Edinburgh International Film Festival: Finsterworld Review

Frauke Finsterwalder sees the world in a myriad of ways in his wonderful multi-stranded narrative, Finsterworld. A film which examines what it means to be German in the modern day, through the tales of a motley bunch of citizens. Each story offers points of connection, none are empty or inane all full of life is whatever fashion it is present. Bizarrely comic and darkly serious, from a policeman who dresses as a bear at ‘furry’ parties to the simple couple on holiday, every character is given an allegory to prescribe how fraught the world is with a lack of acceptance, for themselves and for Germany.

Though the narratives only intertwine on a couple of occasions and briefly, the film is not in the least bit jarring, Finsterwalder floats effortlessly between them. Finsterworld can at times feel like a totally different world due to its occasionally dreamy aesthetic, but in between the more comic moments is content of resounding importance. Finsterwalder analyses the instances that can change a person’s life forever, for the better and for worse. The consequence of one action rippling into others lives creates immeasurable change in moving moments of indiscriminate cruelty, madness or sanity.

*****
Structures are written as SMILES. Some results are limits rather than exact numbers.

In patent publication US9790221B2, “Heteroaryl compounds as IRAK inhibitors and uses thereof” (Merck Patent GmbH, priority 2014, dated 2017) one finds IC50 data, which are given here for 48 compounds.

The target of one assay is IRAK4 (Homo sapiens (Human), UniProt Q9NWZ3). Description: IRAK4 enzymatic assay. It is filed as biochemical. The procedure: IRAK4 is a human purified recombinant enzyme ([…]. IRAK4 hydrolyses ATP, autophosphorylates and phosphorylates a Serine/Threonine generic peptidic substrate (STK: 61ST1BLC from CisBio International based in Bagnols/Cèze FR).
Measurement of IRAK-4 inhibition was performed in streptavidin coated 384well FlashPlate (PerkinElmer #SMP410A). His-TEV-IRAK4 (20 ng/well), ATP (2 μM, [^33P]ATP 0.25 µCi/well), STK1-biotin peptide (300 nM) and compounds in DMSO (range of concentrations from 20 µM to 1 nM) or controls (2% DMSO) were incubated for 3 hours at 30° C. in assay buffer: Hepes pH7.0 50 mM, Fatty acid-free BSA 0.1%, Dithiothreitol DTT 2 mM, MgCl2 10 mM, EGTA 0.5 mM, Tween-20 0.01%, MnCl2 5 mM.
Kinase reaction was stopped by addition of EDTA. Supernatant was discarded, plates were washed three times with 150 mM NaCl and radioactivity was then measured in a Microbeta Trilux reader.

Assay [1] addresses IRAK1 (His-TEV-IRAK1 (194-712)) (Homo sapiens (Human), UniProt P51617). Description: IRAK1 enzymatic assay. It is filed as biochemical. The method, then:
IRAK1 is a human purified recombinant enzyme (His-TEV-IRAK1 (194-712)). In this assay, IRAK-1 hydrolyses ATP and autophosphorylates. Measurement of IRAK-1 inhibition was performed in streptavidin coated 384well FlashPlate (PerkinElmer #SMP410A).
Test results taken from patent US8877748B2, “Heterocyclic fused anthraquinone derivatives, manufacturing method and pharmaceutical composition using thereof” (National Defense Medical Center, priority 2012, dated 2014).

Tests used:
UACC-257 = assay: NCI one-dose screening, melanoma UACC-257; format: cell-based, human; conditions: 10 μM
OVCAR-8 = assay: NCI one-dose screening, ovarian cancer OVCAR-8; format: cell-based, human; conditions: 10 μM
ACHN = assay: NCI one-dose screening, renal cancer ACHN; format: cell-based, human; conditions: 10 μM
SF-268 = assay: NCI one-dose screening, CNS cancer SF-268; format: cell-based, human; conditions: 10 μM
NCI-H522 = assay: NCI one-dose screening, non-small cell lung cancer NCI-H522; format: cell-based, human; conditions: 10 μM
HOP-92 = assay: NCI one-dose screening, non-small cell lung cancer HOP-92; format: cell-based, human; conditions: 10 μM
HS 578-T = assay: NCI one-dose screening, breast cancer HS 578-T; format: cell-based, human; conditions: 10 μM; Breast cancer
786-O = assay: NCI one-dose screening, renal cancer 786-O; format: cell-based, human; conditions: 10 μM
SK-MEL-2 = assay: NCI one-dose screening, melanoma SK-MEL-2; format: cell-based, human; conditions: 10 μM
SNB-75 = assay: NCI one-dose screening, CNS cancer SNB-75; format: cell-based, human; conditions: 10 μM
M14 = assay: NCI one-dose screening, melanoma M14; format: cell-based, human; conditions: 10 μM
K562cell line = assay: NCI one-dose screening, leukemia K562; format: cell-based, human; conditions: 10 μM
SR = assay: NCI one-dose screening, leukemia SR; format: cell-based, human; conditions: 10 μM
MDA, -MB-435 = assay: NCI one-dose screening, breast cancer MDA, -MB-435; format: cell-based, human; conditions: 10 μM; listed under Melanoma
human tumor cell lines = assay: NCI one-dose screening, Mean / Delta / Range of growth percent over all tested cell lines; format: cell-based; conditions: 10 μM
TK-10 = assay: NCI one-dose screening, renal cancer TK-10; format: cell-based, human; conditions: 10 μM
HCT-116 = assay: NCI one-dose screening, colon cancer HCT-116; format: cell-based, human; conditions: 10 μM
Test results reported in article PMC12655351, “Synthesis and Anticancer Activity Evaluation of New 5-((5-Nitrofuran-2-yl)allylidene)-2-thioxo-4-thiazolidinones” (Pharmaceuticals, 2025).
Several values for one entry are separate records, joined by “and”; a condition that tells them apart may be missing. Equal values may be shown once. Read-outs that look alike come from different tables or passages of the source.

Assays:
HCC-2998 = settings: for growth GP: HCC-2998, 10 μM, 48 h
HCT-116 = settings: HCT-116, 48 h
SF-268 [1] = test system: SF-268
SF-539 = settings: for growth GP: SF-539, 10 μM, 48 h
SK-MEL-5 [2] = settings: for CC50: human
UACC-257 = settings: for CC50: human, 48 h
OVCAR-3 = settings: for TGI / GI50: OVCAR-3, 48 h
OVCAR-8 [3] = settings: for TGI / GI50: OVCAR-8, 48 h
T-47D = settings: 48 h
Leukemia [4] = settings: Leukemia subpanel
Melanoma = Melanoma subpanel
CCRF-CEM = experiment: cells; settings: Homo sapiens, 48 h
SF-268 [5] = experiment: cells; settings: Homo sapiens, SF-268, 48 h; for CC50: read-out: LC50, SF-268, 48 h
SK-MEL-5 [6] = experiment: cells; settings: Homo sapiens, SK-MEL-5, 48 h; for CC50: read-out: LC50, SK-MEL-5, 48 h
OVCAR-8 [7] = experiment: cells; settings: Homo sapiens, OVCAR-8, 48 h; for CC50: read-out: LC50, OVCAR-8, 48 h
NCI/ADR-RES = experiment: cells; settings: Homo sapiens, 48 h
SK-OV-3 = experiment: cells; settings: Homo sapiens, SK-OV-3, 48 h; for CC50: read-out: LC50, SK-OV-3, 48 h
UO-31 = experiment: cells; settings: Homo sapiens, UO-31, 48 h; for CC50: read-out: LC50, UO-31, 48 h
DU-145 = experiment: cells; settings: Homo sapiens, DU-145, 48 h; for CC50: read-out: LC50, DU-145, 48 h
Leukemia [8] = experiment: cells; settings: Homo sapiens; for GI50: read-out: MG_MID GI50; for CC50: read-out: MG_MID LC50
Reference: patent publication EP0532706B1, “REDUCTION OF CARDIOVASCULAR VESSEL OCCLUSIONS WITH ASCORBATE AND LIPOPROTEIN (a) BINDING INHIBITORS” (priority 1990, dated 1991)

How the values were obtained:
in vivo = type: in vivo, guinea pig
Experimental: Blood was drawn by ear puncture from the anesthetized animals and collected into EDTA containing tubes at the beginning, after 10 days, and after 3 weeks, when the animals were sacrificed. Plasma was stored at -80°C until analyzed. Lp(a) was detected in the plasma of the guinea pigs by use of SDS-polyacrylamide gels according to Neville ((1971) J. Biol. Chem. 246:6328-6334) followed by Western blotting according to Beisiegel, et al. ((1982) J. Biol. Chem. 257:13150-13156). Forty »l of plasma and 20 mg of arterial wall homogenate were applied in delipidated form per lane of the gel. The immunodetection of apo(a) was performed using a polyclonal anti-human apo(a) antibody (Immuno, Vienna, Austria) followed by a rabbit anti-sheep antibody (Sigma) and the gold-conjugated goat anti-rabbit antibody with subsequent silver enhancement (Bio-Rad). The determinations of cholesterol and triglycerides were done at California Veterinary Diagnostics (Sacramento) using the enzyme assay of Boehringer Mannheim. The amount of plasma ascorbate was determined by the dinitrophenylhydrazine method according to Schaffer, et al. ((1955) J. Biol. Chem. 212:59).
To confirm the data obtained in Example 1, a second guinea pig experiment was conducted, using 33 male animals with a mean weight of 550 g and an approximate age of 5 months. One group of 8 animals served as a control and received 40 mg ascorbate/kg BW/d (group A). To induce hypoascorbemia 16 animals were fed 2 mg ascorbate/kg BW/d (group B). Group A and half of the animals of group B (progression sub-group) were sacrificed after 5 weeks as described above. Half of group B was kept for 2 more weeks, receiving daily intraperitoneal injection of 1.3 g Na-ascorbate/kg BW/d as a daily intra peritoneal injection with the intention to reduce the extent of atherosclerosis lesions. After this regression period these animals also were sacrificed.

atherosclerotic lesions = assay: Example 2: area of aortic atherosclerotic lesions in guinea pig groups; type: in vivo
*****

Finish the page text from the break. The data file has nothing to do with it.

With a disquieting tone Finsterworld incites laughs and shocks in equal measure, often at the same time. The notion that life can be hard and strange but still positive is alive within some of the strands, yet in others, life is beyond unfair, brutal, almost calculatingly devastating. People with the best of intentions can see their world come crashing down around them in very moving moments. The random sadness of Finsterwalder’s work is beautifully tragic. Yet for those whom life may seem the bleakest, there is always the chance that things will turn around. Perhaps after decades of identity crisis, Finsterwalder believes Germany can achieve the same thing.

About The Author

Jonathan went back to university to study Film Journalism in Glasgow in 2012 and hasn't looked back since. Writing for the Edinburgh Internation Film Festival, The Birmingham Review, The Electrolyte Magazine as well as Front Row Reviews he enjoys working across media and if not lambasting folk about politics it's film on his agenda. Working in The Electric Cinema in Birmingham has allowed him to come closer to the medium he loves, his favourite filmmaker is Wong Kar-Wai.

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